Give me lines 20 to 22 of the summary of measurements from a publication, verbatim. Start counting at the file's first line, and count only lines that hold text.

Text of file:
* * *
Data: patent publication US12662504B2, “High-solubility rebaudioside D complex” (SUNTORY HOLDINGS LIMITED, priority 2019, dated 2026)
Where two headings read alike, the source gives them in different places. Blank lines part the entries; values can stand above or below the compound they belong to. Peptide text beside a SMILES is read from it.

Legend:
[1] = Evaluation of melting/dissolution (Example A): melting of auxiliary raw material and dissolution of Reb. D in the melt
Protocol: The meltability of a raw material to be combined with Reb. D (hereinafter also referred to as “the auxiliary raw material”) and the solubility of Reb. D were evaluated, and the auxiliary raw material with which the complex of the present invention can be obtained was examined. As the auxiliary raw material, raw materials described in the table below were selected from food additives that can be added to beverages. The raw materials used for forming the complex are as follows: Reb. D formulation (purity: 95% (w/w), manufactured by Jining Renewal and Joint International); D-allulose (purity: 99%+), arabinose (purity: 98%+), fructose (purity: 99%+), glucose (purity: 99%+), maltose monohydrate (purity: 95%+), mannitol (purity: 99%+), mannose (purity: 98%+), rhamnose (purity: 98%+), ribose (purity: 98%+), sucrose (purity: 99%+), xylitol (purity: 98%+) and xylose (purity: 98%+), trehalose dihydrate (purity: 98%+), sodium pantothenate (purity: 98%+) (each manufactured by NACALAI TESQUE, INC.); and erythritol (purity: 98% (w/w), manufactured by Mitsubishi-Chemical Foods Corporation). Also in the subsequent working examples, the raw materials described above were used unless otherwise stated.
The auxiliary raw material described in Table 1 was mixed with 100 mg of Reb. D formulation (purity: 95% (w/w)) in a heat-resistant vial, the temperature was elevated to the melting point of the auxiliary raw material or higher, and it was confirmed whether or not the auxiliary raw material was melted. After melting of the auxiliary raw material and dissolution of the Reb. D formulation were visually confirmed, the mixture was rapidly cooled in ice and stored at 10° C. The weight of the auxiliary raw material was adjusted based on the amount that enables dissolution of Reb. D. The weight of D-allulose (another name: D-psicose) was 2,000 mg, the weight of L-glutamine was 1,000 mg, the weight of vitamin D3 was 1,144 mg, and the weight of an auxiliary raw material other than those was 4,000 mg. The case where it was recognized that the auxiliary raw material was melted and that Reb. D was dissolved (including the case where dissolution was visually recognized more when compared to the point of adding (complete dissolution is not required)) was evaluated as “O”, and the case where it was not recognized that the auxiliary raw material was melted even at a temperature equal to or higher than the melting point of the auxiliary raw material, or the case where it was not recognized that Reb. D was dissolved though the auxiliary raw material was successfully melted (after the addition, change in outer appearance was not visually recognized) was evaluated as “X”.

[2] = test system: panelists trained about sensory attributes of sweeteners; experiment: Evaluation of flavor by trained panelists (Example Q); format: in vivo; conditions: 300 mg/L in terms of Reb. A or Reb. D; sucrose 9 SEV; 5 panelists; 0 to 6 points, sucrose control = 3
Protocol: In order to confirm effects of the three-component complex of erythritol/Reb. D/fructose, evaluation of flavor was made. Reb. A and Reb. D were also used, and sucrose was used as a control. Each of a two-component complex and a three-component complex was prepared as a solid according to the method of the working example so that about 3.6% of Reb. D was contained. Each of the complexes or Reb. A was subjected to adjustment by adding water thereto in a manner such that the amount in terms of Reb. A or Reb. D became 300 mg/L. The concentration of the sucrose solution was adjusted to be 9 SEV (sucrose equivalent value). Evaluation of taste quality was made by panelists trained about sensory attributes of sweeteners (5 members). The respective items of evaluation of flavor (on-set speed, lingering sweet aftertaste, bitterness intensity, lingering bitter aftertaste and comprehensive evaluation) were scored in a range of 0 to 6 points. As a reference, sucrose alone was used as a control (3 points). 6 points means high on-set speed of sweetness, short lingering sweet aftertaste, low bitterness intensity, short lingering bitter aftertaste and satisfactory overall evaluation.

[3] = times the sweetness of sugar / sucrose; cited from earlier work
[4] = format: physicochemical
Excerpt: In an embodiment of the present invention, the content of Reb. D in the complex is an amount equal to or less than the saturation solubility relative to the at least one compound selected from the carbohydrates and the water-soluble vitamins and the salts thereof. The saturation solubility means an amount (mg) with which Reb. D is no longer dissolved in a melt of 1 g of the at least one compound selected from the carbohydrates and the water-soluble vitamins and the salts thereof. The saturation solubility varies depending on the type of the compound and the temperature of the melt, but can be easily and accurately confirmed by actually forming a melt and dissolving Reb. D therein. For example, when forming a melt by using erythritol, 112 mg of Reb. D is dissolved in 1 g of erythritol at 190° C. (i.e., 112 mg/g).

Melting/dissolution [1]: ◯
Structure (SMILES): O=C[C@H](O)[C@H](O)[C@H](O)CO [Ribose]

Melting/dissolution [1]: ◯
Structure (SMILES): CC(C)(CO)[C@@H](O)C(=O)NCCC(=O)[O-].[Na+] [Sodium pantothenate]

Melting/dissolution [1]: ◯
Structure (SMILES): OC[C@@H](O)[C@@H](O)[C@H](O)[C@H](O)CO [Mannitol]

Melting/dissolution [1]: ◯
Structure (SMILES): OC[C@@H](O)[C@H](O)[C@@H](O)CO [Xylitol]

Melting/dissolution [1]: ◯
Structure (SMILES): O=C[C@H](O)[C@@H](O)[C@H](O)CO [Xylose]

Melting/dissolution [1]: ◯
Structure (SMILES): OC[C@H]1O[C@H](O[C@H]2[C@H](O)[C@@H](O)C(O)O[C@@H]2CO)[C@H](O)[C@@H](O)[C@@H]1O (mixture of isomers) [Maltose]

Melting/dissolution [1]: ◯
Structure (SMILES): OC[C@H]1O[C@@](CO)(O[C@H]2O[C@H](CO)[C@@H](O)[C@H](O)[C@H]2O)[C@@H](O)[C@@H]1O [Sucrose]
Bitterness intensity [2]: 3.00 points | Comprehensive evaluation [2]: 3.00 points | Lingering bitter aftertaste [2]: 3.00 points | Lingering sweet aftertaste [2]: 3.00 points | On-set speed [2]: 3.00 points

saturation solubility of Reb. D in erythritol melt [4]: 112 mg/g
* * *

Melting/dissolution [1]: ◯
Structure (SMILES): O=C[C@H](O)[C@@H](O)[C@H](O)CO [Xylose]

Melting/dissolution [1]: ◯